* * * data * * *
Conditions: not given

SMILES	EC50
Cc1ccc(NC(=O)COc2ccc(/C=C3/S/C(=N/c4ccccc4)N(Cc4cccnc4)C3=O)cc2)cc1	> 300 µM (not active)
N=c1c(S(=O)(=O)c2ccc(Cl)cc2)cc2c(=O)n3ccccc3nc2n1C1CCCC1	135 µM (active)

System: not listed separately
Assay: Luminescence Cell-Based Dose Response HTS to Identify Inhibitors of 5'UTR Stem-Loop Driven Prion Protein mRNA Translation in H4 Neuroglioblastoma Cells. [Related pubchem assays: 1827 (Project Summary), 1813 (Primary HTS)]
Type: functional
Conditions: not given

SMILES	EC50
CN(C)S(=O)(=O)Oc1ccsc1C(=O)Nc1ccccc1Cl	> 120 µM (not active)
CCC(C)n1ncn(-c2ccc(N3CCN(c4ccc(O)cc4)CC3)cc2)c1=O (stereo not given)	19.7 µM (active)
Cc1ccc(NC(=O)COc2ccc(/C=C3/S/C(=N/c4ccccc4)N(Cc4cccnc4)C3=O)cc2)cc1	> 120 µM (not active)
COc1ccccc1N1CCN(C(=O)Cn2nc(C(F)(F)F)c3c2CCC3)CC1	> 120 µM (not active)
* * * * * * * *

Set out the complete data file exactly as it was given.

Conditions: not given

SMILES	EC50
Cc1ccc(NC(=O)COc2ccc(/C=C3/S/C(=N/c4ccccc4)N(Cc4cccnc4)C3=O)cc2)cc1	> 300 µM (not active)
N=c1c(S(=O)(=O)c2ccc(Cl)cc2)cc2c(=O)n3ccccc3nc2n1C1CCCC1	135 µM (active)

System: not listed separately
Assay: Luminescence Cell-Based Dose Response HTS to Identify Inhibitors of 5'UTR Stem-Loop Driven Prion Protein mRNA Translation in H4 Neuroglioblastoma Cells. [Related pubchem assays: 1827 (Project Summary), 1813 (Primary HTS)]
Type: functional
Conditions: not given

SMILES	EC50
CN(C)S(=O)(=O)Oc1ccsc1C(=O)Nc1ccccc1Cl	> 120 µM (not active)
CCC(C)n1ncn(-c2ccc(N3CCN(c4ccc(O)cc4)CC3)cc2)c1=O (stereo not given)	19.7 µM (active)
Cc1ccc(NC(=O)COc2ccc(/C=C3/S/C(=N/c4ccccc4)N(Cc4cccnc4)C3=O)cc2)cc1	> 120 µM (not active)
COc1ccccc1N1CCN(C(=O)Cn2nc(C(F)(F)F)c3c2CCC3)CC1	> 120 µM (not active)